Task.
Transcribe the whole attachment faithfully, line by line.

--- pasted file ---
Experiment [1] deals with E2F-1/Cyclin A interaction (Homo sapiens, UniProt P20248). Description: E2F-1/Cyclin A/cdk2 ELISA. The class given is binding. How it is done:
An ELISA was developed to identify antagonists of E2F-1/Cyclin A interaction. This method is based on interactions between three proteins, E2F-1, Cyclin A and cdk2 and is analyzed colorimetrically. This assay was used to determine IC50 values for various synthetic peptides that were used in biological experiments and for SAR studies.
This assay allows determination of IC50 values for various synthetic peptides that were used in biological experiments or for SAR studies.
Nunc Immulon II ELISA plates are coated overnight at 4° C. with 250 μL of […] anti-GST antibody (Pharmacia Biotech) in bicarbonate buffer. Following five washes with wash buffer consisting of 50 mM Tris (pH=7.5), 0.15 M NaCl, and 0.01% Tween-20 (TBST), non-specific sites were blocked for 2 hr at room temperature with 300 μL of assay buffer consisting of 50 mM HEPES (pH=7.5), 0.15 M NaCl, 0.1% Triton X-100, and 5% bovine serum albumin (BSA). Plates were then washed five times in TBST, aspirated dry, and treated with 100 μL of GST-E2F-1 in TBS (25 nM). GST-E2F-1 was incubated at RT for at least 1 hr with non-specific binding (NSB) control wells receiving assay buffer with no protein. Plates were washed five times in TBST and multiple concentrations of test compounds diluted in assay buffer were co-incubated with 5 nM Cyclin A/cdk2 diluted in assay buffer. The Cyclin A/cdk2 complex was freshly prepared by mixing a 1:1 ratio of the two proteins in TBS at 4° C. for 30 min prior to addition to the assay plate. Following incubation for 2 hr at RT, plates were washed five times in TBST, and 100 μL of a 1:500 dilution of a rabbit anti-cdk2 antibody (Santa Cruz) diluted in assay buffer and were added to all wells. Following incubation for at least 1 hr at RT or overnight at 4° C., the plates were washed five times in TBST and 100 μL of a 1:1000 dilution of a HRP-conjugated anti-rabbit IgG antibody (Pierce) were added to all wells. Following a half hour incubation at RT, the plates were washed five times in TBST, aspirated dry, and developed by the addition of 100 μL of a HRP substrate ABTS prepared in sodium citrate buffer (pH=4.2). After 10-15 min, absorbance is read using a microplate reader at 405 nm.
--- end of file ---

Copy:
Experiment [1] deals with E2F-1/Cyclin A interaction (Homo sapiens, UniProt P20248). Description: E2F-1/Cyclin A/cdk2 ELISA. The class given is binding. How it is done:
An ELISA was developed to identify antagonists of E2F-1/Cyclin A interaction. This method is based on interactions between three proteins, E2F-1, Cyclin A and cdk2 and is analyzed colorimetrically. This assay was used to determine IC50 values for various synthetic peptides that were used in biological experiments and for SAR studies.
This assay allows determination of IC50 values for various synthetic peptides that were used in biological experiments or for SAR studies.
Nunc Immulon II ELISA plates are coated overnight at 4° C. with 250 μL of […] anti-GST antibody (Pharmacia Biotech) in bicarbonate buffer. Following five washes with wash buffer consisting of 50 mM Tris (pH=7.5), 0.15 M NaCl, and 0.01% Tween-20 (TBST), non-specific sites were blocked for 2 hr at room temperature with 300 μL of assay buffer consisting of 50 mM HEPES (pH=7.5), 0.15 M NaCl, 0.1% Triton X-100, and 5% bovine serum albumin (BSA). Plates were then washed five times in TBST, aspirated dry, and treated with 100 μL of GST-E2F-1 in TBS (25 nM). GST-E2F-1 was incubated at RT for at least 1 hr with non-specific binding (NSB) control wells receiving assay buffer with no protein. Plates were washed five times in TBST and multiple concentrations of test compounds diluted in assay buffer were co-incubated with 5 nM Cyclin A/cdk2 diluted in assay buffer. The Cyclin A/cdk2 complex was freshly prepared by mixing a 1:1 ratio of the two proteins in TBS at 4° C. for 30 min prior to addition to the assay plate. Following incubation for 2 hr at RT, plates were washed five times in TBST, and 100 μL of a 1:500 dilution of a rabbit anti-cdk2 antibody (Santa Cruz) diluted in assay buffer and were added to all wells. Following incubation for at least 1 hr at RT or overnight at 4° C., the plates were washed five times in TBST and 100 μL of a 1:1000 dilution of a HRP-conjugated anti-rabbit IgG antibody (Pierce) were added to all wells. Following a half hour incubation at RT, the plates were washed five times in TBST, aspirated dry, and developed by the addition of 100 μL of a HRP substrate ABTS prepared in sodium citrate buffer (pH=4.2). After 10-15 min, absorbance is read using a microplate reader at 405 nm.